Celebrate the big 5-0 this year? You're in good company. From the first manned moon landing to Monty Python, here are 50 things that mark half a century on this planet (and beyond) in 2019.
1. First Manned Moon Landing
Apollo 11 began his historic journey to the Moon on July 16, 1969. He reached his destination on July 20 and July 21, Neil Armstrong became the first person to climb the lunar surface, with Buzz Aldrin following him 20 minutes later. The mission marked the beginning of the United States that put a dozen men on the moon.
2. Sesame Street
On November 10, 1969, the television audience was introduced to Sesame Street (including an orange version of Oscar the Grouch). Over the next 50 years, the series has become one of the most iconic television programs, and not just for children.
3. Stonewall Riots
Early in the morning of June 28, 1
4. Monty Python & # 39; s Flying Circus
On October 5, 1969, Graham Chapman, John Cleese, Eric Idle, Terry Jones, Michael Palin and Terry Gilliam changed the face of the comedy sketch forever with the BBC debut of Monty Python & # 39; s Flying Circus .
There has been a longstanding debate about when the "Internet" was born, with many heads of technology citing April 7, 1969 as the official birth date of the web. It is the day on which the first Official Request for Comments, or RFC, was published, which included research, proposals and ideas for creating true Internet technology.
On August 15, 1969, a 600-acre farm in the Catskill Mountains of New York became the site of one of the most important musical events in rock history. roll. Although the Woodstock organizers assured city officials that there would be no more than 50,000 music lovers, the words quickly spread and the final count approached 400,000 – almost 100 times the city of Bethel's population around the world. year 4200.
Those plastic tubes of sugary and sugary water seem to be part of everyone's childhood – and with good reason: Fla-Vor-Ice made its debut at the supermarket in 1969.  8. The Gap
On August 21, 1969, Donald and Doris Fisher opened the first Gap store on Ocean Avenue in San Francisco. Although the jeans were a major attraction, the retailer looked very different from then: he sold the unique (more discs) of Levi, in an attempt to attract that coveted teenage population.
9. The Beatles & # 39; s Rooftop Concert
On January 30, 1969, just around lunchtime, the Beatles reached the roof of the Apple Corps building, the headquarters of their record company, for a & # 39, unannounced exhibition. It was the first time in more than two years that the band performed live, and they did not miss a beat. The Fab Four spent 42 minutes testing new material on a crowd of spectators. Eventually, a bank manager called the police to file a complaint for the noise and the plug was pulled.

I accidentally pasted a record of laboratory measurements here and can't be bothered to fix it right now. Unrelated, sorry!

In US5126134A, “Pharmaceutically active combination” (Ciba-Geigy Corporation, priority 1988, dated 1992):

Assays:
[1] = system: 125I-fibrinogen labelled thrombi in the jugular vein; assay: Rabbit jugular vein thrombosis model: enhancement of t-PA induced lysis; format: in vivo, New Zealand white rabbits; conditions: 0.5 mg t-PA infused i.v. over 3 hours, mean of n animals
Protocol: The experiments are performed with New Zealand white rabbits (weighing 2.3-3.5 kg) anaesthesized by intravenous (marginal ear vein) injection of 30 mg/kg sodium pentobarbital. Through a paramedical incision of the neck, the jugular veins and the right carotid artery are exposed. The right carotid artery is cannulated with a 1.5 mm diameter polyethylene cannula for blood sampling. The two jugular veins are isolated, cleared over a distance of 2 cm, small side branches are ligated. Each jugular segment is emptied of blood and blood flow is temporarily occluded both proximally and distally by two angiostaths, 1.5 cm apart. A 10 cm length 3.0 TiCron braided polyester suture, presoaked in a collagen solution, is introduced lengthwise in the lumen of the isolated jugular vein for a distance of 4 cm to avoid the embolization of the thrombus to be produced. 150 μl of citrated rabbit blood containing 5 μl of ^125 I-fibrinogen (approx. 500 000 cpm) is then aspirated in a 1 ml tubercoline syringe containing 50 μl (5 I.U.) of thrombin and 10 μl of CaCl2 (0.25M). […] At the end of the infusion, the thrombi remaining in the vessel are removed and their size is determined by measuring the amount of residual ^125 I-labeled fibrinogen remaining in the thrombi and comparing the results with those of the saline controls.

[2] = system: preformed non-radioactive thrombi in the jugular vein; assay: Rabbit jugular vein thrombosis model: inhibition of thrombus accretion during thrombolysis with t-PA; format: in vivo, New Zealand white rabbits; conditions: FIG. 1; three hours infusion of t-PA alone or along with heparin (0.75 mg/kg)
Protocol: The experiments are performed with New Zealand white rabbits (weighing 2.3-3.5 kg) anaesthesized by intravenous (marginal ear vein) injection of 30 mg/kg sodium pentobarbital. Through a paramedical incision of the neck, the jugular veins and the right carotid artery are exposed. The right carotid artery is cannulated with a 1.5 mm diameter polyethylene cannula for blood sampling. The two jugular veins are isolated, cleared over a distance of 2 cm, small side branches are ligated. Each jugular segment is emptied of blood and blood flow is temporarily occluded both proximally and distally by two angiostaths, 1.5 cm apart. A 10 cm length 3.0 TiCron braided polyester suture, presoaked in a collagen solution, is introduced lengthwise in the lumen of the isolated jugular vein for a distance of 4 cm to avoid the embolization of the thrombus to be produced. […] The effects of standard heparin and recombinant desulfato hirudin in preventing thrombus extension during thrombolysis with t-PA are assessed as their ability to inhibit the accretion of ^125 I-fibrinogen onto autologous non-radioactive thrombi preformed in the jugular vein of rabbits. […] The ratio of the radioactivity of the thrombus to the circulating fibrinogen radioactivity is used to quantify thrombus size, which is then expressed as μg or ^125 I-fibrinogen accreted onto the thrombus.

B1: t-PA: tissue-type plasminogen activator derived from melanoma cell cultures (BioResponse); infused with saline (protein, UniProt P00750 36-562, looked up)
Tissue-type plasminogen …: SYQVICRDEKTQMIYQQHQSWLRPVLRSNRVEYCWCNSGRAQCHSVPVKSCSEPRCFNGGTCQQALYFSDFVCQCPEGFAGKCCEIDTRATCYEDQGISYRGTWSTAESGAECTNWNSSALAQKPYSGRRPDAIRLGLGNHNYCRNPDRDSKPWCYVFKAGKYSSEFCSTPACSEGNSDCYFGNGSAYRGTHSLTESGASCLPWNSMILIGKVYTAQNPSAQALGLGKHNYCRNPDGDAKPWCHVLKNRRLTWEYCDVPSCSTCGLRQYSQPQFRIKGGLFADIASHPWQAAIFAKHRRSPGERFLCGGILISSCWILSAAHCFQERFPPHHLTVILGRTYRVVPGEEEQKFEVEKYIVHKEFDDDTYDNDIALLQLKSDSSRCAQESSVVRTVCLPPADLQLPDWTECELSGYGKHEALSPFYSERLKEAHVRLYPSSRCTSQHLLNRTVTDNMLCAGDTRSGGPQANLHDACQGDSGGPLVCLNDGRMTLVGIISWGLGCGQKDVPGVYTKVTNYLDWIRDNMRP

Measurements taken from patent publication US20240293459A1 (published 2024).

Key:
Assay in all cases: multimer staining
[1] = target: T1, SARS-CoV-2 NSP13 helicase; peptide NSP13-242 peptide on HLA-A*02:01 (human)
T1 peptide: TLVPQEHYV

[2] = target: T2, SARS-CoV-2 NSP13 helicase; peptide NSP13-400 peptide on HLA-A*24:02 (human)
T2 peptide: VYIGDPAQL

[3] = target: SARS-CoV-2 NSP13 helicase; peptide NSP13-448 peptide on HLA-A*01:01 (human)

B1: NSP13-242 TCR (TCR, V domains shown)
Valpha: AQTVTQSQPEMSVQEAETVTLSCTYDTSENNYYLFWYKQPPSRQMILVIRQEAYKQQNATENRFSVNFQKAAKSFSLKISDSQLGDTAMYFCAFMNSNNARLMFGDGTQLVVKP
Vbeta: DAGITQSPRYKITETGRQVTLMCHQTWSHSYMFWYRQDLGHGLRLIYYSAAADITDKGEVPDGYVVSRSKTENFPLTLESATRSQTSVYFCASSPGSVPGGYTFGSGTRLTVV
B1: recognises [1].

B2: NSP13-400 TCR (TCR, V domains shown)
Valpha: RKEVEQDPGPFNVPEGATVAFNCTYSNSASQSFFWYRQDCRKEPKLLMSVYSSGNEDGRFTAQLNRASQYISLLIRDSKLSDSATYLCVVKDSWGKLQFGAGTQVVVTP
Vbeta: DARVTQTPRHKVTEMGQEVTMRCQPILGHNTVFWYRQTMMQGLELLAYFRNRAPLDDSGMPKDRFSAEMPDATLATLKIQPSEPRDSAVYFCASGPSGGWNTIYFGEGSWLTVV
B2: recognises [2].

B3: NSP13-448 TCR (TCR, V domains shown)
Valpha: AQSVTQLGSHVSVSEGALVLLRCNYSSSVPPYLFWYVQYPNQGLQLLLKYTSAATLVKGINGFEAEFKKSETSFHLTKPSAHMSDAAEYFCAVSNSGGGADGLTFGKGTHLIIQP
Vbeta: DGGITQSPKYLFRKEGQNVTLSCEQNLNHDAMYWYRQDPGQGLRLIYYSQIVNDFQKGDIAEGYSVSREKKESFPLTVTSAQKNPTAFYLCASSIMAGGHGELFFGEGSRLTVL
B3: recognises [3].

On November 3, 1969, PBS was founded as a successor to the National Educational Television (NET) and quickly became the country's leading broadcaster of educational and educational television. Among his most popular series in those early days were Sesame Street Mister Rogers & Neighborhood Nova The French Chef with Julia Child and Masterpiece Theater (some of which are still going strong)
11. Wendy & # 39; s
Wendy & # 39; s – the fast food burger giant that also produces a boiled potato – was founded by Dave Thomas in Columbus, Ohio on November 15, 1969. The restaurant differed from the competition with the his square burger patties, which were inspired by Kewpee's, a burger in Thomas's home town, in Kalamazoo, Michigan.
12. The Very Hungry Caterpillar
On 3 June 1969, Eric Carle & # 39; s The Very Hungry Caterpillar came into the world and made the tale of, well, a very hungry caterpillar that it makes its way through history and emerges like a butterfly a staple of goodnight stories around the world. More than 30 million copies of the children's book have been sold since its original publication.
13. "Space Oddity" by David Bowie
Stanley Kubrick & # 39; s 2001: A Space Odyssey inspired David Bowie to write "Space Oddity", the opening song of his second studio album that would become one of the definitive successes of the artist. It was released July 11, 1969, less than a week before Apollo 11 began its historic journey to the Moon.
14. Peter Dinklage
On June 11, 1969, Peter Dinklage came to rebound in this world in Morristown, New Jersey. In 1991, he made his screen debut in Shadows and Fog by Woody Allen . Today, of course, it is better known as Tyrion Lannister, the favorite character of all The character of Game of Thrones and the series real (according to mathematics).
It looks like an onion ring, it tastes like an onion-flavored chip. I funyun offer the best of both worlds since 1969.
16. The Brady Bunch
Here is the story of a beautiful lady, her husband architect, three daughters, three children, a housekeeper, a dog named Tiger and a bad luck of a cousin, all together to create a memorable family sitcom. Brady Bunch made his first on September 26, 1969.
On March 31, 1969, Kurt Vonnegut published what is probably his most popular work, Slaughterhouse-Five a semi-autobiographical novel based on his experiences as a POW during the Allied bombing of Dresden in 1945.
18. John Lennon and Yoko Ono & # 39; s Bed-In
On March 20, 1969, one of the world's most famous couples, John Lennon and Yoko Ono, officially joined. Knowing that all eyes would be on them in the days following their marriage, they decided to book the presidential suite at the Hilton Hilton Hotel and to organize a week-long "Bed-In" to protest the Vietnam War and promote global peace.  19. Automatic Teller Machine
On September 2, 1969, the country's first cash dispenser began to pay out cash to Chemical Bank customers in Rockville Center, New York.
20. Cracker Barrel